As the social networking phenomenon grows exponentially in terms of usage, variety, and publicity, marketers are scrambling to understand how to make the best possible use of it. While targeted online advertising is one obvious application, more companies are becoming interested in gaining insight, or a deep understanding of their customers, by engaging in conversations with them online.
In a recent paper, “Meeting Business Needs by Meeting Social Needs,”1 we offered some theories about which specific human needs are met through which specific forms of social media, and argued that companies seeking insight into and relationship with their customers are best served by approaches that meet multiple needs. In the study summarized in this paper, we put our ideas to the test.
Specifically, we conducted a study that compared three online strategies for obtaining consumer insight. We know from our experience working in communities that a great way to get insight is to ask for advice2, so we selected a generic travel-related topic—hotel rewards programs—because so many blogs, forums, and social networks already exist in support of travelers seeking and offering advice. We then posed the identical set of questions in the following ways:
Initiating conversations in large public social networks and forums: We posted inquiries on a popular social networking site (MySpace), a public forum dedicated to travel (TripAdvisor), a forum dedicated to business travel (About.com: Business Travel), and the largest forum for frequent flyers (FlyerTalk).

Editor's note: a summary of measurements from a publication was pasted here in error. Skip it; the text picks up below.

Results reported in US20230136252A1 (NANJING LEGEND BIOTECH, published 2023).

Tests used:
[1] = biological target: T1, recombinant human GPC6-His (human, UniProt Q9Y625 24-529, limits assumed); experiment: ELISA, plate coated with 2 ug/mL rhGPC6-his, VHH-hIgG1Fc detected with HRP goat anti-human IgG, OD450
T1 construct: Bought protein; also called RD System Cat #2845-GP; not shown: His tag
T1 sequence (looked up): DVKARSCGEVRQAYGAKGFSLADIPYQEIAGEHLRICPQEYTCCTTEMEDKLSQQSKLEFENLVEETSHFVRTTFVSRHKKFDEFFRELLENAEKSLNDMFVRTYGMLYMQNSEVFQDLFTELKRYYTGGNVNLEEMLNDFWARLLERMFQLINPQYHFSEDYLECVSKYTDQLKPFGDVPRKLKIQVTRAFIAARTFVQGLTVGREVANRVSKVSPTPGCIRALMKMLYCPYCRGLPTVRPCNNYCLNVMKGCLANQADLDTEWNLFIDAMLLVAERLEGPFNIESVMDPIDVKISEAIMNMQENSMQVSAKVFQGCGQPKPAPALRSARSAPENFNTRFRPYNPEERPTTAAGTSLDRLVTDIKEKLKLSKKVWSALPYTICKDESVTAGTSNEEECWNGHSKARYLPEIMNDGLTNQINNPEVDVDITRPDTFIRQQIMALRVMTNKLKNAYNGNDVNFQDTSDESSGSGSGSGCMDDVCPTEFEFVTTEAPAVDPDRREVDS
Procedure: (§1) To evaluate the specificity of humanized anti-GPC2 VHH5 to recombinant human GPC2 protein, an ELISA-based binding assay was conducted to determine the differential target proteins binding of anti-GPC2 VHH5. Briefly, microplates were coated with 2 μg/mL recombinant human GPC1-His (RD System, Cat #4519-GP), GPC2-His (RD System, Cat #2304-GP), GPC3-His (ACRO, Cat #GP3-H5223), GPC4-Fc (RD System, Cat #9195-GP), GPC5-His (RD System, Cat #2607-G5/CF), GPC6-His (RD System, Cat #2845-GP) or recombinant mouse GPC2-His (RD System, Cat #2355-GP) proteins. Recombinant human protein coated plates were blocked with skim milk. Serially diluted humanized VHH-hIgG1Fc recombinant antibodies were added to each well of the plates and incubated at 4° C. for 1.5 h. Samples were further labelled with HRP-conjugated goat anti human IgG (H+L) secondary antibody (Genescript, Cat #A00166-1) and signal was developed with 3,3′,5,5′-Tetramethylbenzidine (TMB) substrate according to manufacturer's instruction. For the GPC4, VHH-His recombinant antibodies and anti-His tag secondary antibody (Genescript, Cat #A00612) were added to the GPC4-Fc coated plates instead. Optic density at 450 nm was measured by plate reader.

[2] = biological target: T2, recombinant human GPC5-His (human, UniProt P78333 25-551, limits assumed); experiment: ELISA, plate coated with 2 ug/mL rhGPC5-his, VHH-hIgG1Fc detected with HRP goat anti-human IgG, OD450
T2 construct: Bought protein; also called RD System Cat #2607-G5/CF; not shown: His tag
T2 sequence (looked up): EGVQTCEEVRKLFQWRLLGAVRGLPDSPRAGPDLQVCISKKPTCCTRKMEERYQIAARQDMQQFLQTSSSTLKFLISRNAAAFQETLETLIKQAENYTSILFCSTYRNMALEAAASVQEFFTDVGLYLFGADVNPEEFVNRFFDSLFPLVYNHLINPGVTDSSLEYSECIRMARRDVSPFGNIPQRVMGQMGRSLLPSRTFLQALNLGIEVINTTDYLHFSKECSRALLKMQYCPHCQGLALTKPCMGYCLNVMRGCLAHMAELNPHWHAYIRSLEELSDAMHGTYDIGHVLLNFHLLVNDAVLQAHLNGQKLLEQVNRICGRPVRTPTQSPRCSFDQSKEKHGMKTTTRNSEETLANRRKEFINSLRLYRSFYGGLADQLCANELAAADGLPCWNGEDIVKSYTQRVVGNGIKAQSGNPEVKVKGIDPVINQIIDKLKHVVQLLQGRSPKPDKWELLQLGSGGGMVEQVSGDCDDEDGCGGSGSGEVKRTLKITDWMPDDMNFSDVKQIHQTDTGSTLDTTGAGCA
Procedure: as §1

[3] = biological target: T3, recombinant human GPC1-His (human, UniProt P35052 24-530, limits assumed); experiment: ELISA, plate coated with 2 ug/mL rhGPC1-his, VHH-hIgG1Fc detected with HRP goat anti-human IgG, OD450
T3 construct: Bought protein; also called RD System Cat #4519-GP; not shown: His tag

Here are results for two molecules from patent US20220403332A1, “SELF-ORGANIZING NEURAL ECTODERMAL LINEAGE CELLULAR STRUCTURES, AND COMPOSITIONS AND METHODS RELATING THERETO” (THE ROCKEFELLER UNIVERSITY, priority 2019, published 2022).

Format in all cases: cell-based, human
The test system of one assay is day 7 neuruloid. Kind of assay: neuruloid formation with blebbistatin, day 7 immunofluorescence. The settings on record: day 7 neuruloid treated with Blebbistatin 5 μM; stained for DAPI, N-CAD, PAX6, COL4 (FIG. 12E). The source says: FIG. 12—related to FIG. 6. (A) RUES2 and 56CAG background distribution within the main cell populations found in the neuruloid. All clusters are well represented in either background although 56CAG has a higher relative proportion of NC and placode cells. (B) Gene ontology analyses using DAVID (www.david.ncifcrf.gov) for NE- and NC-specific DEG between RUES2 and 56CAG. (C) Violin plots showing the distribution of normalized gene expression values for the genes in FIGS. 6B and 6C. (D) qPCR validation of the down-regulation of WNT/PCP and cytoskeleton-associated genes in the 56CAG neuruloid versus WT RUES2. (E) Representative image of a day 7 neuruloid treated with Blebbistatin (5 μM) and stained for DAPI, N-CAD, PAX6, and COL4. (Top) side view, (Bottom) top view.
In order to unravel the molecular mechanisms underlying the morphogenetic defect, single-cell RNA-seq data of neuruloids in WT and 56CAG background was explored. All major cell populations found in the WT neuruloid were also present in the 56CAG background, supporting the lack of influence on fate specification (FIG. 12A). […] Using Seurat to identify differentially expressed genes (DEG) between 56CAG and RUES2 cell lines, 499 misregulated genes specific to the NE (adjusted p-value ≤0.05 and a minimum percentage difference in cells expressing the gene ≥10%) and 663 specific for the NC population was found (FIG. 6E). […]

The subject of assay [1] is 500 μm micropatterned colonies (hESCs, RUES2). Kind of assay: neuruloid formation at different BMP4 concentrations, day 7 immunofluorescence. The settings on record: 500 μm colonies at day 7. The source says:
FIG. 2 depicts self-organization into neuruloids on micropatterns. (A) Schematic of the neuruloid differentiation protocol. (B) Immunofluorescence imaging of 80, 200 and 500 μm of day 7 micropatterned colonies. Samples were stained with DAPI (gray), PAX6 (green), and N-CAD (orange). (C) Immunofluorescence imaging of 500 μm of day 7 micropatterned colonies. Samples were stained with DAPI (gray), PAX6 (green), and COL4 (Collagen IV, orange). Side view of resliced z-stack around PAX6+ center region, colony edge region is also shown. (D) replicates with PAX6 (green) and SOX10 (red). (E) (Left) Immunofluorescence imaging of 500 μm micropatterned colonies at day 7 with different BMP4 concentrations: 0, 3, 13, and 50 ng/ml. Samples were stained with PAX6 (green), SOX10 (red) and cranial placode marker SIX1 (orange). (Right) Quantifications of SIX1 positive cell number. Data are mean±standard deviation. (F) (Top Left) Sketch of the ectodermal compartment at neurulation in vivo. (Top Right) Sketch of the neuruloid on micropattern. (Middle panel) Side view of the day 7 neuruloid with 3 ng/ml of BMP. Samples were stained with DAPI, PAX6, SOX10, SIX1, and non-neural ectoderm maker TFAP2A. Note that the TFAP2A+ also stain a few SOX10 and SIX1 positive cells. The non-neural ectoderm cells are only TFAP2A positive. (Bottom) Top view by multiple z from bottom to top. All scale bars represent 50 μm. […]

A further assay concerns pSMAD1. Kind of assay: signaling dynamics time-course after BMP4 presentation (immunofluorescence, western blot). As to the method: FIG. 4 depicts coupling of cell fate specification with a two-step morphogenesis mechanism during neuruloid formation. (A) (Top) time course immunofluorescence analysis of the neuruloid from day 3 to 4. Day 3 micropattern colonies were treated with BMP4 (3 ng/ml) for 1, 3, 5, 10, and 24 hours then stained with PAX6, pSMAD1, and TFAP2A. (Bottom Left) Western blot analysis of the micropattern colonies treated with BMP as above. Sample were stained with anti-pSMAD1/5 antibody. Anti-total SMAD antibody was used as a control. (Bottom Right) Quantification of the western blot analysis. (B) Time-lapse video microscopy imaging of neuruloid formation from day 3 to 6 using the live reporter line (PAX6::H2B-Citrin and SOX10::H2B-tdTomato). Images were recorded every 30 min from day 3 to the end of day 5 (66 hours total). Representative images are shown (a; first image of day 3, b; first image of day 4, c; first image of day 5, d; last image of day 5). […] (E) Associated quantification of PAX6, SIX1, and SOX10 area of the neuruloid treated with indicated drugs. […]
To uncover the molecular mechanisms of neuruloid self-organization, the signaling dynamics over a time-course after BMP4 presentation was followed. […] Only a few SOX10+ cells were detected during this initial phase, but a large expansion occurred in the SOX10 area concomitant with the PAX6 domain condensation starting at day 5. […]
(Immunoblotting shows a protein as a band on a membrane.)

Passively mining the Web: We enlisted Nielsen Online’s BuzzMetrics service to apply their web mining tools to processes and generated a report for us on customer attitudes and behavior regarding hotel rewards programs.
Interacting with customers in private online communities: We initiated conversations with members of a travel-related private customer community run by Communispace Corporation.
We then compared these sources in terms of the speed, volume, and quality of insights we derived from each. We found that:
Both the speed and volume of responses to questions we explicitly posed in large, public social networks were low.
Passively mining the Web yielded a high volume of postings that provided high level insight into brand perceptions and invaluable benefit in identifying and tracking known trends and keywords used by consumers.
Our small, private communities provided a high volume of very focused responses in a short period of time, and were richest in terms of providing insight into both how specific brands and programs are perceived and how consumers themselves feel and make decisions.
While simply posting questions in existing forums and hoping for fast and deep responses proved to be an ineffective use of time and effort, a combination of active listening in small, focused communities coupled with passive mining of a larger data set can provide marketers the opportunity to gain a holistic understanding of their customers and to track emerging and receding trends.
 J. W. Schlack, M. Jennings, & M. Austin, “Meeting Business Needs by Meeting Social Needs in Small Communities: Why Size Matters” (Communispace position paper, 2007)
 M. Jennings, “Influence: Exploring Perspectives in Private Customer Communities” (Communispace whitepaper, 2007)